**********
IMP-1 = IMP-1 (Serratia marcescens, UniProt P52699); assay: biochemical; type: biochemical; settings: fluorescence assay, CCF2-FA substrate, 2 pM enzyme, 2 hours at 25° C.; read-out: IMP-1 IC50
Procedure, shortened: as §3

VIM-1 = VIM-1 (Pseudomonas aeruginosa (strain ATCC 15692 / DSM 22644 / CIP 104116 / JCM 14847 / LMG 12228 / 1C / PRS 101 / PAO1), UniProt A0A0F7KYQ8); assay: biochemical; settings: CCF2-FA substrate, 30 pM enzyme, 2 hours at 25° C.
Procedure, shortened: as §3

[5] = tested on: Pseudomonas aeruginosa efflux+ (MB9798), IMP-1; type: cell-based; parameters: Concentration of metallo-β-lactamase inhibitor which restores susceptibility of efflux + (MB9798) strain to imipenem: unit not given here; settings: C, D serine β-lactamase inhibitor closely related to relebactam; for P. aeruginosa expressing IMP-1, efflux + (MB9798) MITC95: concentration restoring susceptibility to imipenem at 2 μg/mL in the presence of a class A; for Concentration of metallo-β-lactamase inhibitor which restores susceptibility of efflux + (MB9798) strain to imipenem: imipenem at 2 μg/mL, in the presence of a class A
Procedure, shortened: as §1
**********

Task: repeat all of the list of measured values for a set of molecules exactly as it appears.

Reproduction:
IMP-1 = IMP-1 (Serratia marcescens, UniProt P52699); assay: biochemical; type: biochemical; settings: fluorescence assay, CCF2-FA substrate, 2 pM enzyme, 2 hours at 25° C.; read-out: IMP-1 IC50
Procedure, shortened: as §3

VIM-1 = VIM-1 (Pseudomonas aeruginosa (strain ATCC 15692 / DSM 22644 / CIP 104116 / JCM 14847 / LMG 12228 / 1C / PRS 101 / PAO1), UniProt A0A0F7KYQ8); assay: biochemical; settings: CCF2-FA substrate, 30 pM enzyme, 2 hours at 25° C.
Procedure, shortened: as §3

[5] = tested on: Pseudomonas aeruginosa efflux+ (MB9798), IMP-1; type: cell-based; parameters: Concentration of metallo-β-lactamase inhibitor which restores susceptibility of efflux + (MB9798) strain to imipenem: unit not given here; settings: C, D serine β-lactamase inhibitor closely related to relebactam; for P. aeruginosa expressing IMP-1, efflux + (MB9798) MITC95: concentration restoring susceptibility to imipenem at 2 μg/mL in the presence of a class A; for Concentration of metallo-β-lactamase inhibitor which restores susceptibility of efflux + (MB9798) strain to imipenem: imipenem at 2 μg/mL, in the presence of a class A
Procedure, shortened: as §1